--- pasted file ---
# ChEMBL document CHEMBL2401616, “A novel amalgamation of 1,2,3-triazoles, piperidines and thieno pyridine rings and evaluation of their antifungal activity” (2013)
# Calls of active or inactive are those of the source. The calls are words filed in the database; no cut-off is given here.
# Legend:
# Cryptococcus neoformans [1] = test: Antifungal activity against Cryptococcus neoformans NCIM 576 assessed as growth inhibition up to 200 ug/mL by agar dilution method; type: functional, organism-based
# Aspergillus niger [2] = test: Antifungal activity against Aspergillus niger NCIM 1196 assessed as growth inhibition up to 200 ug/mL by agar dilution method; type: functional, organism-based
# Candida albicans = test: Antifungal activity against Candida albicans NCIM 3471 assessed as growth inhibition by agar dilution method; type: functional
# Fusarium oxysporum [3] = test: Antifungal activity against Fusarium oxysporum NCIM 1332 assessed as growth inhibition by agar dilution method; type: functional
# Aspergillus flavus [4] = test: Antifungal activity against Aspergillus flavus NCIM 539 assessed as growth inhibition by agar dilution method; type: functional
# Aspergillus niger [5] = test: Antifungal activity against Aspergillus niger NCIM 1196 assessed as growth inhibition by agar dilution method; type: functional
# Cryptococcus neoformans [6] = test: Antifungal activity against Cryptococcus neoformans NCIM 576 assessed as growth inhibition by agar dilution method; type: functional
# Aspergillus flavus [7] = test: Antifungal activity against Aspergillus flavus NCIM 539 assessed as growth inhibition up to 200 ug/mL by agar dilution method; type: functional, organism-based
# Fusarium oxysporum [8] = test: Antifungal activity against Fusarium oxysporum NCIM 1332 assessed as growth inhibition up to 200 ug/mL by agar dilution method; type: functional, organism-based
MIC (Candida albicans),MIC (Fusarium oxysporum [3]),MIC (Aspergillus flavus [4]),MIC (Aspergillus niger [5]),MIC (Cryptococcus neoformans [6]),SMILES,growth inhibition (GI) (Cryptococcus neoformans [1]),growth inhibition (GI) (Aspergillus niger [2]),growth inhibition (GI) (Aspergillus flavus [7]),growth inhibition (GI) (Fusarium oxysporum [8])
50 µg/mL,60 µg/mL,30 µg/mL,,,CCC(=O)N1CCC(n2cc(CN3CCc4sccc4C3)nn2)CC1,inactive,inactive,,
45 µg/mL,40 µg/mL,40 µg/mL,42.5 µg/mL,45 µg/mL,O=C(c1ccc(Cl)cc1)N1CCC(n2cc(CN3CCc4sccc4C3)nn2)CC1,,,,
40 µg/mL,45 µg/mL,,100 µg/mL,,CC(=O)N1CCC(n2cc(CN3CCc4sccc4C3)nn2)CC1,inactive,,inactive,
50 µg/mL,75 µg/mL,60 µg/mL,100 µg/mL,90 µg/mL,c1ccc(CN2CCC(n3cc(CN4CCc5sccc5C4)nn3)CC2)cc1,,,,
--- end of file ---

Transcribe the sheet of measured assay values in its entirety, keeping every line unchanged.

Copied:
# ChEMBL document CHEMBL2401616, “A novel amalgamation of 1,2,3-triazoles, piperidines and thieno pyridine rings and evaluation of their antifungal activity” (2013)
# Calls of active or inactive are those of the source. The calls are words filed in the database; no cut-off is given here.
# Legend:
# Cryptococcus neoformans [1] = test: Antifungal activity against Cryptococcus neoformans NCIM 576 assessed as growth inhibition up to 200 ug/mL by agar dilution method; type: functional, organism-based
# Aspergillus niger [2] = test: Antifungal activity against Aspergillus niger NCIM 1196 assessed as growth inhibition up to 200 ug/mL by agar dilution method; type: functional, organism-based
# Candida albicans = test: Antifungal activity against Candida albicans NCIM 3471 assessed as growth inhibition by agar dilution method; type: functional
# Fusarium oxysporum [3] = test: Antifungal activity against Fusarium oxysporum NCIM 1332 assessed as growth inhibition by agar dilution method; type: functional
# Aspergillus flavus [4] = test: Antifungal activity against Aspergillus flavus NCIM 539 assessed as growth inhibition by agar dilution method; type: functional
# Aspergillus niger [5] = test: Antifungal activity against Aspergillus niger NCIM 1196 assessed as growth inhibition by agar dilution method; type: functional
# Cryptococcus neoformans [6] = test: Antifungal activity against Cryptococcus neoformans NCIM 576 assessed as growth inhibition by agar dilution method; type: functional
# Aspergillus flavus [7] = test: Antifungal activity against Aspergillus flavus NCIM 539 assessed as growth inhibition up to 200 ug/mL by agar dilution method; type: functional, organism-based
# Fusarium oxysporum [8] = test: Antifungal activity against Fusarium oxysporum NCIM 1332 assessed as growth inhibition up to 200 ug/mL by agar dilution method; type: functional, organism-based
MIC (Candida albicans),MIC (Fusarium oxysporum [3]),MIC (Aspergillus flavus [4]),MIC (Aspergillus niger [5]),MIC (Cryptococcus neoformans [6]),SMILES,growth inhibition (GI) (Cryptococcus neoformans [1]),growth inhibition (GI) (Aspergillus niger [2]),growth inhibition (GI) (Aspergillus flavus [7]),growth inhibition (GI) (Fusarium oxysporum [8])
50 µg/mL,60 µg/mL,30 µg/mL,,,CCC(=O)N1CCC(n2cc(CN3CCc4sccc4C3)nn2)CC1,inactive,inactive,,
45 µg/mL,40 µg/mL,40 µg/mL,42.5 µg/mL,45 µg/mL,O=C(c1ccc(Cl)cc1)N1CCC(n2cc(CN3CCc4sccc4C3)nn2)CC1,,,,
40 µg/mL,45 µg/mL,,100 µg/mL,,CC(=O)N1CCC(n2cc(CN3CCc4sccc4C3)nn2)CC1,inactive,,inactive,
50 µg/mL,75 µg/mL,60 µg/mL,100 µg/mL,90 µg/mL,c1ccc(CN2CCC(n3cc(CN4CCc5sccc5C4)nn3)CC2)cc1,,,,